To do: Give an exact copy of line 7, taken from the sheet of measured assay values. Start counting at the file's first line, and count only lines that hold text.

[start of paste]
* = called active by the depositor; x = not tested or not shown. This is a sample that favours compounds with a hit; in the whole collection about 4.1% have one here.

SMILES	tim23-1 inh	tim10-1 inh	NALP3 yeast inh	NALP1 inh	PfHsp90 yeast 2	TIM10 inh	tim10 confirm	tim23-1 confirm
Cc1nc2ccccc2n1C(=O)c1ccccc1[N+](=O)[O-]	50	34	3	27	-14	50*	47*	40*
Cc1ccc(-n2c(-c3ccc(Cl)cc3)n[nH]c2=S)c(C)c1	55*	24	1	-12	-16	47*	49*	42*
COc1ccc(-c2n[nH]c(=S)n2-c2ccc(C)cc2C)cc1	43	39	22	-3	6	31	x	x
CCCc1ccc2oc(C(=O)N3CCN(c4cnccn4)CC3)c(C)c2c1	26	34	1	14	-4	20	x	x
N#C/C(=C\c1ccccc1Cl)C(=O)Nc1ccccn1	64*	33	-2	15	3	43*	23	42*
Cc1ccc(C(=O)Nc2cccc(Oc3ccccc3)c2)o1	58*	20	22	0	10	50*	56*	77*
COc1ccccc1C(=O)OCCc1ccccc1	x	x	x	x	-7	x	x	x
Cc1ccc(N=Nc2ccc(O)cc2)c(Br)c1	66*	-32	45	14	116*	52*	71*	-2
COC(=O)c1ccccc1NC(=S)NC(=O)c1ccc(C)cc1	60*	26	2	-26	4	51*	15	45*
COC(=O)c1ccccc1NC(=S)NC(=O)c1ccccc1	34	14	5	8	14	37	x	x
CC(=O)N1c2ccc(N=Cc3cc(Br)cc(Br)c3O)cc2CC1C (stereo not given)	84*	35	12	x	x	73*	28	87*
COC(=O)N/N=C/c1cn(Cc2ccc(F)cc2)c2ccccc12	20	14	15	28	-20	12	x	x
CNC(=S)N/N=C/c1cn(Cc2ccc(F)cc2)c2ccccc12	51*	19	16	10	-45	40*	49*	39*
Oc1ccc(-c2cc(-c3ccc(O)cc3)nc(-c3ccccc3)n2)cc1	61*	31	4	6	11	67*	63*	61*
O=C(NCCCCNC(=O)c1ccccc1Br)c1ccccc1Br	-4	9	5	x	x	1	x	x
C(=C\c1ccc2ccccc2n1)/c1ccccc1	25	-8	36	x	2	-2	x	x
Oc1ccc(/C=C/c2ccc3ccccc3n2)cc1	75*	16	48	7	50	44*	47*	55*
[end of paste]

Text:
N#C/C(=C\c1ccccc1Cl)C(=O)Nc1ccccn1	64*	33	-2	15	3	43*	23	42*